US-based Medtronic has reported results of the OpT2mise trial, which demonstrated that MiniMed insulin pumps safely achieve better glucose control for people with insulin-requiring type 2 diabetes than multiple daily injections.
The OpT2mise trial evaluated the comparative efficacy of insulin pump therapy versus multiple daily insulin injections in people with type 2 diabetes with poor glycemic control.
In the trial, patients using insulin pumps achieved a mean A1C (average blood glucose) reduction of 1.1% compared with only a 0.4% reduction by those using multiple daily injections.
Medtronic said that the improvement in glucose control was achieved without any episodes of severe hypoglycaemia, while patients in the insulin pump group lowered the total daily dose of insulin by more than 20%.
No difference in weight gain was observed in patients between the two groups.
According to the company, reducing A1C is important for diabetes people because even small percent drops aid significantly in preventing complications such as eye disease, kidney disease, nerve damage and heart attacks.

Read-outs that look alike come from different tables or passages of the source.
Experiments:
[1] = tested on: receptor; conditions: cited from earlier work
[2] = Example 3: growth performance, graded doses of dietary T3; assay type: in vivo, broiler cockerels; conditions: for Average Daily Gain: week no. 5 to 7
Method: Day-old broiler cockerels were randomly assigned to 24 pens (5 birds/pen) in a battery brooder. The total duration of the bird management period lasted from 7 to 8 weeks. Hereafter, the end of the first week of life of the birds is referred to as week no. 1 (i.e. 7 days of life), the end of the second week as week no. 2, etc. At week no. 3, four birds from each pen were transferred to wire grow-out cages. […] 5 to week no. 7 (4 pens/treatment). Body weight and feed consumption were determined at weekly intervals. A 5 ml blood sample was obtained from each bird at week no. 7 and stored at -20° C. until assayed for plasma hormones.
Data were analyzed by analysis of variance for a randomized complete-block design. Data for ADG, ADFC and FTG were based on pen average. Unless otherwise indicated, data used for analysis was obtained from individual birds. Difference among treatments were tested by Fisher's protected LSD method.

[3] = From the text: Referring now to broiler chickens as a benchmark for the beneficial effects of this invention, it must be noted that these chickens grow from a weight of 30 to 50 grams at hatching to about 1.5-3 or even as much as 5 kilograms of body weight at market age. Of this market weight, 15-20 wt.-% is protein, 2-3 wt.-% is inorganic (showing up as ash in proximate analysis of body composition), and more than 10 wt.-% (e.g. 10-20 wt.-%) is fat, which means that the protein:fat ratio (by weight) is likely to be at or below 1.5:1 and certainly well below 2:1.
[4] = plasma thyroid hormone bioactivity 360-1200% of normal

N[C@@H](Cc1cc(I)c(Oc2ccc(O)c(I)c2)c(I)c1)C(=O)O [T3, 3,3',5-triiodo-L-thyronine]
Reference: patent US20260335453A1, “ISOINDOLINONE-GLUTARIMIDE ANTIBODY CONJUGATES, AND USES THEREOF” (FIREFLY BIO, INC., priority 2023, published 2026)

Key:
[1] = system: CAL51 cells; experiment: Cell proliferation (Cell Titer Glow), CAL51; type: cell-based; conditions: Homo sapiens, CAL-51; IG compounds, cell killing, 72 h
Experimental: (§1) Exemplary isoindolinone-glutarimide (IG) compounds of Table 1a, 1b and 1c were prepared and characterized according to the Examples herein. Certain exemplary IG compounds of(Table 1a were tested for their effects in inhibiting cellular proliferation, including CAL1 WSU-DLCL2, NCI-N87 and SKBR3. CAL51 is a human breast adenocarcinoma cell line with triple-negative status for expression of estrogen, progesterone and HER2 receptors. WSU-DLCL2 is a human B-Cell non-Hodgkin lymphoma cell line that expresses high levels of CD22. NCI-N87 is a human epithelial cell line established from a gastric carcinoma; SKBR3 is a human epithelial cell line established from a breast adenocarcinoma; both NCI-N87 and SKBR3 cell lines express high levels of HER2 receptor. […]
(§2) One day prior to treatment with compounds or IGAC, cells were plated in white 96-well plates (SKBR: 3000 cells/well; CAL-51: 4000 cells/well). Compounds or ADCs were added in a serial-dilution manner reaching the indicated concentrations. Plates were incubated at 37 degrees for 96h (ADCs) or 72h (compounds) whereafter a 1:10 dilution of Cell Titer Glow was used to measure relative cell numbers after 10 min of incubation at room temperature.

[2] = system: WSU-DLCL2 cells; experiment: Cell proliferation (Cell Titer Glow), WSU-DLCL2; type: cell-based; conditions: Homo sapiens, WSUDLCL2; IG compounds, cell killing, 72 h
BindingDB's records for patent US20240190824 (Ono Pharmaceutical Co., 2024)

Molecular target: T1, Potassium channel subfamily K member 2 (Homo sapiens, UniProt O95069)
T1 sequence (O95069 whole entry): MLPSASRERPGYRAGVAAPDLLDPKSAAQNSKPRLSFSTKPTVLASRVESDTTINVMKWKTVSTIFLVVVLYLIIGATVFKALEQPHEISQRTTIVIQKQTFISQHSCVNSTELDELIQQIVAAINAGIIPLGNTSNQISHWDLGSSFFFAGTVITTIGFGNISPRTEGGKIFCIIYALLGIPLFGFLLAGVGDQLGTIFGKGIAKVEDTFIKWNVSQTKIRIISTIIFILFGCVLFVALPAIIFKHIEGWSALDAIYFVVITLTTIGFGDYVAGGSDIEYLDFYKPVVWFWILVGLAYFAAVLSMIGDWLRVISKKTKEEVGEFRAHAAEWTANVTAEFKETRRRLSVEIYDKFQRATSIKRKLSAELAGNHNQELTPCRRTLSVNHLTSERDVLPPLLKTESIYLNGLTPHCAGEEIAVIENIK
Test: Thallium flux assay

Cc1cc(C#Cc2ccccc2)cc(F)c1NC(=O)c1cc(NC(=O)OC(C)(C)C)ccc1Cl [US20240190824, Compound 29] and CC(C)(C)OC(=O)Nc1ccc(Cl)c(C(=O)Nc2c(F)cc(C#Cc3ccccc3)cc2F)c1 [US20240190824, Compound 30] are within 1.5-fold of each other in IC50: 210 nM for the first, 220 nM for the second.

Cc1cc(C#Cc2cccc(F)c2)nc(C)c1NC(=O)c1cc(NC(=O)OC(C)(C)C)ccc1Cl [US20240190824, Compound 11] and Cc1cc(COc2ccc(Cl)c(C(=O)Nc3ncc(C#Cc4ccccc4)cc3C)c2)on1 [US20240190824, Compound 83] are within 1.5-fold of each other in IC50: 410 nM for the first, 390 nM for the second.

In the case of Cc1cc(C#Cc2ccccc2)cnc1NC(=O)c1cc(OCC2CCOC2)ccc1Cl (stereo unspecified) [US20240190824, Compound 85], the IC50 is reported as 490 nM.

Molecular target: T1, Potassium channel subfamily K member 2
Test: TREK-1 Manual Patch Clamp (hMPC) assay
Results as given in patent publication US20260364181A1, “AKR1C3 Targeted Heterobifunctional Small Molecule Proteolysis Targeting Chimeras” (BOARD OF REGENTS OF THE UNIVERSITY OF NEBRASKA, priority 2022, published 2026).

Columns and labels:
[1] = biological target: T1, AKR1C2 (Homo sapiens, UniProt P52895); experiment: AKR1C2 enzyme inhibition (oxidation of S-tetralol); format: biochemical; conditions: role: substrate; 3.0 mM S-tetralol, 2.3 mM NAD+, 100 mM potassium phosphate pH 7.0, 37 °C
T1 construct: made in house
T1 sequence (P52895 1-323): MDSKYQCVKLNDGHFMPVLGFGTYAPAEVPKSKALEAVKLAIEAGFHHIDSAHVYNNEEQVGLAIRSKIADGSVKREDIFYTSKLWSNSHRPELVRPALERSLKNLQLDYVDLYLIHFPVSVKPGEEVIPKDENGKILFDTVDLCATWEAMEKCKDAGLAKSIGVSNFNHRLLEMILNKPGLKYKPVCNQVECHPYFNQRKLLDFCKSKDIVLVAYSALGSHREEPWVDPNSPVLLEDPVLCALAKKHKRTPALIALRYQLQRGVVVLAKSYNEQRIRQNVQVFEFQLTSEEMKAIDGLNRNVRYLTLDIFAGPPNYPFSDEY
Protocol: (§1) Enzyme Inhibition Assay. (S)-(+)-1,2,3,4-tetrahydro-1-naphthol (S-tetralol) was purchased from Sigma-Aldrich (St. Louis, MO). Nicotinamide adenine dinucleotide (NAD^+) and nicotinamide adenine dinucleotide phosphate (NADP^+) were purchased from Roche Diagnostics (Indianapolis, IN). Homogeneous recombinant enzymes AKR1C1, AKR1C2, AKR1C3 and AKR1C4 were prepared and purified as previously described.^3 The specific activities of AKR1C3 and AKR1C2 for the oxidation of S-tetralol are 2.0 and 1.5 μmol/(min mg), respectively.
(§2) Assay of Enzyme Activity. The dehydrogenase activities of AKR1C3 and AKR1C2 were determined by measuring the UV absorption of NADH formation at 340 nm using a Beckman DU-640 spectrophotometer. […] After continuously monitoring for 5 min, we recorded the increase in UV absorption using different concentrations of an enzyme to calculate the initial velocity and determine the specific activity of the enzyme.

University Hospital of Caen lead professor on the study Yves Reznik said: "This patient population is sizeable and difficult to manage, which frequently results in costly complications. For these patients, insulin pumps are an essential new treatment option and have now scientifically been proven to show significant benefits.
"These trial results are important in showing that insulin pump therapy can safely reduce A1C without causing hypoglycemic episodes and could redefine the standard of care for the growing population of insulin-requiring type 2 diabetes patients."
The Medtronic-sponsored global, randomised, controlled trial was conducted with participation from 331 patients, with 168 randomised to pump treatment and 163 to multiple daily injections.
Medtronic Diabetes chief medical officer and vic-president of global, clinical and medical affairs Francine Kaufman said: "OpT2mise is the latest example of this clinical leadership and a trial that has the potential to help improve access to insulin pump therapy for the many people with type 2 diabetes who could benefit."